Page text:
The program drew together some of England's most esteemed composers, favorite hymns, and brand-new anthems composed for the day.
On Monday, September 19, 2022, the United Kingdom bid farewell to Queen Elizabeth II in a grand funeral service at Westminster Abbey. The day was marked by stupendous performances from England’s finest musicians, who paid loving tribute to their monarch with a collection of hymns and anthems that honored her musical tastes and the traditions of the royal family.
Queen Elizabeth II was known for her love of music, which included a wide variety of genres from hymns to jazz standards and even show tunes. In fact, according to BBC,#1 on her top 10 list of favorite songs was Rogers and Hammerstein’s “Oklahoma!” sung by Howard Keel.
Queen Elizabeth reigned over a time of unprecedented musical advancement – both technological and stylistic – and England thrived under her guidance of this new cultural export. It is also telling from the dozens of musicians she named to the Order of the British Empire that she prized her nation’s artists.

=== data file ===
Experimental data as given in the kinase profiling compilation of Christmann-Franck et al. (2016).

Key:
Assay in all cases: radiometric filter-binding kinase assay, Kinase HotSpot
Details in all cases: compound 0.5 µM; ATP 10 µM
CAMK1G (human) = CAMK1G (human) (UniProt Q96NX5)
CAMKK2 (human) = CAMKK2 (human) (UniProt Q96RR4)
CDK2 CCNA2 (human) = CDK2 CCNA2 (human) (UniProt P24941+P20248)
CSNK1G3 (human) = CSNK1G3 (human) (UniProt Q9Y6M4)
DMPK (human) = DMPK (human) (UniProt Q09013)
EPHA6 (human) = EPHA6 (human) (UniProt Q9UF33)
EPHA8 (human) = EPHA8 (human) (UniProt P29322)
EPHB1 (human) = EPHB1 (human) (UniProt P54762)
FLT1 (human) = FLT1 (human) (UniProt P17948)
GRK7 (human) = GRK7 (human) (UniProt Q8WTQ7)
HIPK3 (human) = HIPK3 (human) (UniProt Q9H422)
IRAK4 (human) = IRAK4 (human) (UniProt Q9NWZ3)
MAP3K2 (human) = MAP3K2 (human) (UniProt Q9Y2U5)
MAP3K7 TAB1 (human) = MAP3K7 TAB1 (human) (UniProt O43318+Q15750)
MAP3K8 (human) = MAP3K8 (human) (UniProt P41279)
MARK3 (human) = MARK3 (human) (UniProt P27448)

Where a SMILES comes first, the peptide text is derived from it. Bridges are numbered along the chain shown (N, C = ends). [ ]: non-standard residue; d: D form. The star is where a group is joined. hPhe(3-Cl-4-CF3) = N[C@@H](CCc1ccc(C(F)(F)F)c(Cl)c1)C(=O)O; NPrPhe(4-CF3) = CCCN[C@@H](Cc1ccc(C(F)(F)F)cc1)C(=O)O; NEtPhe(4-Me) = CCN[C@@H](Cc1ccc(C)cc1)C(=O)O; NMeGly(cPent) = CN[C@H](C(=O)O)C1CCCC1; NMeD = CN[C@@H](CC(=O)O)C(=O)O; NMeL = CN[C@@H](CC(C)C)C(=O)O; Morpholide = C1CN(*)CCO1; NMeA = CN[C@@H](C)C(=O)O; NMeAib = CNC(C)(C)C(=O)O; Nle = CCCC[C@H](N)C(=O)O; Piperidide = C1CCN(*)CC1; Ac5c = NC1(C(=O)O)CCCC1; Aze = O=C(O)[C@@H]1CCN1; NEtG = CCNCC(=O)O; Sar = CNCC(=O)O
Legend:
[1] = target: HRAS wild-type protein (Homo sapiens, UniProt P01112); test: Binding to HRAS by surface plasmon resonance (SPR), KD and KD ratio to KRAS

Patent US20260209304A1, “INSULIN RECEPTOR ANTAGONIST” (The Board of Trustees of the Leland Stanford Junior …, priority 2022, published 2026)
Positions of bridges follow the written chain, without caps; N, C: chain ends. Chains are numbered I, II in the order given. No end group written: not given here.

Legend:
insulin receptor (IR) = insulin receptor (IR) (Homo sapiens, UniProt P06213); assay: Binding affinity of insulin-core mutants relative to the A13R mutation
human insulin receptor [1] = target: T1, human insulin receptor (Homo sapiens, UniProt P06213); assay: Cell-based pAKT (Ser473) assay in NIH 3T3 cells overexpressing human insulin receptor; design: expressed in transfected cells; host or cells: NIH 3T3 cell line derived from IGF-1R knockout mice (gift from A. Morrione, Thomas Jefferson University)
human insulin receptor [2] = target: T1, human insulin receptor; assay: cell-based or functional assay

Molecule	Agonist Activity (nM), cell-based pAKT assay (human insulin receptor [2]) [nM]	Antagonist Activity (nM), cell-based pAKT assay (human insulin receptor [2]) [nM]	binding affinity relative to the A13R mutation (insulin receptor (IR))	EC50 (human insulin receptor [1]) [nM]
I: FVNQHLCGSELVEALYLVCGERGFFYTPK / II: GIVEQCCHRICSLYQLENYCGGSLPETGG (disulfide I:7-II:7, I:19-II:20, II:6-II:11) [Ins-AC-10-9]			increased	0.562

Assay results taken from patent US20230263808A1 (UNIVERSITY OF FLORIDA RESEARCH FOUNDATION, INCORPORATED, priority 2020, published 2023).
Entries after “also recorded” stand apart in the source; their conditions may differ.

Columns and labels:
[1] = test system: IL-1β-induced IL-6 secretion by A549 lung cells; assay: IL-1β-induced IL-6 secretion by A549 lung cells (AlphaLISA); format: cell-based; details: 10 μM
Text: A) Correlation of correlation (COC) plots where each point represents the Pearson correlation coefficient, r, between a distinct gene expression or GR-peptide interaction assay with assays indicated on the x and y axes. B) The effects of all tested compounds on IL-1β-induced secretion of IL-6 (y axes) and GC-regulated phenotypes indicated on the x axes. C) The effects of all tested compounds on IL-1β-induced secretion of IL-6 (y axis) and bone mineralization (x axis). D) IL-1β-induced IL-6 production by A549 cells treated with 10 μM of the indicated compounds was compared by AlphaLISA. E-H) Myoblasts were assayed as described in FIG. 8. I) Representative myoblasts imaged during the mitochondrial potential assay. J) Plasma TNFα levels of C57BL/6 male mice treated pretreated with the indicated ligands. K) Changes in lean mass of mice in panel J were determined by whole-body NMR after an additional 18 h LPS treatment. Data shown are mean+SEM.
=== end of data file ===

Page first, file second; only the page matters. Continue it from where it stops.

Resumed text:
These treasures of the English songbook, both present and past, came together for a wonderful display at the queen’s funeral. The program featured sacred music from many of England’s most celebrated composers, including Edward Elgar, Ralph Vaughan Williams, and Charles Villiers Stanford. The royal family even went so far as to commission two brand-new pieces that were written for the service itself.
The first of these original pieces is a new setting of Psalm 42:1-7, composed by Master of the Queen’s Music Judith Weir. Weir’s comments on the piece were recorded by the classical music site Slippedisc:
“For this funeral service, Westminster Abbey requested that I set to music the first seven verses of Psalm 42, ‘Like as the hart desireth the water-brooks: so longeth my soul after thee, O God.’” Weir explained, “The words and music speak at first of the soul’s great sadness and thirst for God’s reassurance; but as the psalm progresses, the mood becomes calmer and more resolved, culminating in consolation, with the words ‘Put thy trust in God.’ The Queen’s strong faith in, and support of, Anglican worship was an inspiration for me when setting this psalm to music.”
The second original piece written for Queen Elizabeth II’s service was the closing anthem, “Who shall separate us from the love of Christ?” by James MacMillan. This Scottish composer is one of the most respected contemporary musicians in the UK. He holds the title of Commander of the Order of the British Empire and was named a Knight Bachelor by the Queen in 2015.
In a tweet, MacMillan humbly thanked the crown for the opportunity to pay one last tribute to Queen Elizabeth: